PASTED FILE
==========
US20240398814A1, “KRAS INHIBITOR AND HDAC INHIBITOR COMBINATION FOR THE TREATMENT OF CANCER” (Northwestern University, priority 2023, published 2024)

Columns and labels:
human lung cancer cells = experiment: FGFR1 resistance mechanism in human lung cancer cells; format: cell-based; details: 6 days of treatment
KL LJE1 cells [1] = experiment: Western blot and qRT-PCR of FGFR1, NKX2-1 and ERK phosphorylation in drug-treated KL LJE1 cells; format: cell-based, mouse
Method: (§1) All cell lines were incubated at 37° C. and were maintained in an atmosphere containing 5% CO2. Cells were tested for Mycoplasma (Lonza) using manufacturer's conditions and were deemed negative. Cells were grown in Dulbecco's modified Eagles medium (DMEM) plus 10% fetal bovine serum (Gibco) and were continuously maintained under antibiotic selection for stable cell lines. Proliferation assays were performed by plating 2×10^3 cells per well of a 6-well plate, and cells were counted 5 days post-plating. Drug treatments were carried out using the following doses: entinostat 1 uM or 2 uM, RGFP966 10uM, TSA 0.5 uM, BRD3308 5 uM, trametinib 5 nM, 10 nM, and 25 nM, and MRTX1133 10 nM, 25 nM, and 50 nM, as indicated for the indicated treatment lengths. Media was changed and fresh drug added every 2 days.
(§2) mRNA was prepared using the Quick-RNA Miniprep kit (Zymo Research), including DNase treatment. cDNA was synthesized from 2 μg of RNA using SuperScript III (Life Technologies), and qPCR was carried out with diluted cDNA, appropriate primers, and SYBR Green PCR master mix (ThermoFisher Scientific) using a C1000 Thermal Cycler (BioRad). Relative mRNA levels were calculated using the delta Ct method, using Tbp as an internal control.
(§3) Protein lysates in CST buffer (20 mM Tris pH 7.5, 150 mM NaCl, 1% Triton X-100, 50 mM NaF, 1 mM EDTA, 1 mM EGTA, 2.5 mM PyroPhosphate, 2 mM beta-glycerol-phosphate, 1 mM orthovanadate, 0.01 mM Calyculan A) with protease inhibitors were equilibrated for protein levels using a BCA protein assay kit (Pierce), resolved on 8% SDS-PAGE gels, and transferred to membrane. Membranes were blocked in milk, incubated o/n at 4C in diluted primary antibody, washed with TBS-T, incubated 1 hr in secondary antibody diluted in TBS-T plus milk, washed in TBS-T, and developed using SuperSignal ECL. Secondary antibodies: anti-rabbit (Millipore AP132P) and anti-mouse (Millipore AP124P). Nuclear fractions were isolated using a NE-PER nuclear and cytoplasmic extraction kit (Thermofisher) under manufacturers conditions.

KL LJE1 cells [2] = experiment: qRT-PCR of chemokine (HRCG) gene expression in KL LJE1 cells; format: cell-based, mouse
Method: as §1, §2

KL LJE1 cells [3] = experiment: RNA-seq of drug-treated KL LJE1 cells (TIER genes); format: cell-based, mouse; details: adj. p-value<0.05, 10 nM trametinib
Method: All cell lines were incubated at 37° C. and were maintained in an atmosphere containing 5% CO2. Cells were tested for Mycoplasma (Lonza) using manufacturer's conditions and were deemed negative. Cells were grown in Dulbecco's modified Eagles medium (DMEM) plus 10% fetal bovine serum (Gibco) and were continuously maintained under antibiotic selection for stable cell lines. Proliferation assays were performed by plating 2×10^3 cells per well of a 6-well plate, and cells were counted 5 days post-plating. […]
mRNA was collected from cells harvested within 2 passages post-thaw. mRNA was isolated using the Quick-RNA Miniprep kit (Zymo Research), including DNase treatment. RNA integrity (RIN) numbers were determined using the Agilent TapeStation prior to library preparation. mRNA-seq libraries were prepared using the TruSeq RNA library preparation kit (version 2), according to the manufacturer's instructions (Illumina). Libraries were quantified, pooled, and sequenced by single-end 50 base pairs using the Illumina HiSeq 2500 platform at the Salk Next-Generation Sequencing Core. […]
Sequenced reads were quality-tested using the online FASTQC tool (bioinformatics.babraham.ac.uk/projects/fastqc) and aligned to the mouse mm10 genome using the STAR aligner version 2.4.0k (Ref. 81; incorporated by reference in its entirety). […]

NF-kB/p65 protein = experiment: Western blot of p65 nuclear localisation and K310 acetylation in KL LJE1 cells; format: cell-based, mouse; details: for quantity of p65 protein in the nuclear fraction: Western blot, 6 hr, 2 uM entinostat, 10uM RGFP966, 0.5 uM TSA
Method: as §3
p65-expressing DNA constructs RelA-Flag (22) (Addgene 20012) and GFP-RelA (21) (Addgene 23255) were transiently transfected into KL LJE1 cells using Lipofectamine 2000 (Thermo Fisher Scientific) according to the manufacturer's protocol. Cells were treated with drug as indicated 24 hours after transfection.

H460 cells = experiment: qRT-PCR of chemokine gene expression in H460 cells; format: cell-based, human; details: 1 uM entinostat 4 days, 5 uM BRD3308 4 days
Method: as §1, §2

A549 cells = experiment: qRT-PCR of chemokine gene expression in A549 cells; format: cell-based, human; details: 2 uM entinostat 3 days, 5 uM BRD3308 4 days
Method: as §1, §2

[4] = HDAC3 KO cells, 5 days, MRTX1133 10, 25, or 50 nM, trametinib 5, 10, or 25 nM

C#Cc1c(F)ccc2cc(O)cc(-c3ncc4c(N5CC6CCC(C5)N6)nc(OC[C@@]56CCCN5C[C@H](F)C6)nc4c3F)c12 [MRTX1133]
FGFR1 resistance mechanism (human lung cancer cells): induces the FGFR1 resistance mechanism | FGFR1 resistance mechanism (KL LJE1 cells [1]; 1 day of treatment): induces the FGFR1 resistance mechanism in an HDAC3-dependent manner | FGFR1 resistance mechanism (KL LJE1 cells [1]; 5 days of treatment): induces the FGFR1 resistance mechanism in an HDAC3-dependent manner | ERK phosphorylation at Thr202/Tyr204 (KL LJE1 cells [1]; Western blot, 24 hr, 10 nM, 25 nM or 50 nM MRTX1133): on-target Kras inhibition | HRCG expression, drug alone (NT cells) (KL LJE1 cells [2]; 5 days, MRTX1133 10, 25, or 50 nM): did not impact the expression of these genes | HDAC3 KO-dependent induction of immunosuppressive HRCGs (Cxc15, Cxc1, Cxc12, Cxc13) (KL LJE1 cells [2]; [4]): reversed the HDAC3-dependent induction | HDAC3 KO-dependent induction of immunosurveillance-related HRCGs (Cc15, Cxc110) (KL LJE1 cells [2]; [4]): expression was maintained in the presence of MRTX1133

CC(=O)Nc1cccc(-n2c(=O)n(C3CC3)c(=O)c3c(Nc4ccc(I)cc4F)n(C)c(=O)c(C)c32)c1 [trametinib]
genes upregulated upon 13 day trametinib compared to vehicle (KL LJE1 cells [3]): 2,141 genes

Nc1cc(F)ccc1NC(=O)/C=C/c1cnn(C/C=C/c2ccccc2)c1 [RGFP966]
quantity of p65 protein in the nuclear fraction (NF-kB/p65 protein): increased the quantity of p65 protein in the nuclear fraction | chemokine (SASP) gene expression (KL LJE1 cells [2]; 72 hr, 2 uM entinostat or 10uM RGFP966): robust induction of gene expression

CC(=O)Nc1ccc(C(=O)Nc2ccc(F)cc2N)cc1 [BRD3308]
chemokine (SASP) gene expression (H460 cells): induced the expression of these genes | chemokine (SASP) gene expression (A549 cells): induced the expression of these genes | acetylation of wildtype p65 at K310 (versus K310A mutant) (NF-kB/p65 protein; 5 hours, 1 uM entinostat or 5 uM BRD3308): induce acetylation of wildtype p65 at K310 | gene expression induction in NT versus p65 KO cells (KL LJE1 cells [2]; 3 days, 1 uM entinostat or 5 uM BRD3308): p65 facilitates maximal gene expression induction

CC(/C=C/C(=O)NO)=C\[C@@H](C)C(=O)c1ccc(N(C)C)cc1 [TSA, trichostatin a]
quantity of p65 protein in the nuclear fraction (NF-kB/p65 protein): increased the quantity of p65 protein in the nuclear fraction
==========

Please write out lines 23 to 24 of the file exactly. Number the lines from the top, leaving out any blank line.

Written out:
FGFR1 resistance mechanism (human lung cancer cells): induces the FGFR1 resistance mechanism | FGFR1 resistance mechanism (KL LJE1 cells [1]; 1 day of treatment): induces the FGFR1 resistance mechanism in an HDAC3-dependent manner | FGFR1 resistance mechanism (KL LJE1 cells [1]; 5 days of treatment): induces the FGFR1 resistance mechanism in an HDAC3-dependent manner | ERK phosphorylation at Thr202/Tyr204 (KL LJE1 cells [1]; Western blot, 24 hr, 10 nM, 25 nM or 50 nM MRTX1133): on-target Kras inhibition | HRCG expression, drug alone (NT cells) (KL LJE1 cells [2]; 5 days, MRTX1133 10, 25, or 50 nM): did not impact the expression of these genes | HDAC3 KO-dependent induction of immunosuppressive HRCGs (Cxc15, Cxc1, Cxc12, Cxc13) (KL LJE1 cells [2]; [4]): reversed the HDAC3-dependent induction | HDAC3 KO-dependent induction of immunosurveillance-related HRCGs (Cc15, Cxc110) (KL LJE1 cells [2]; [4]): expression was maintained in the presence of MRTX1133

CC(=O)Nc1cccc(-n2c(=O)n(C3CC3)c(=O)c3c(Nc4ccc(I)cc4F)n(C)c(=O)c(C)c32)c1 [trametinib]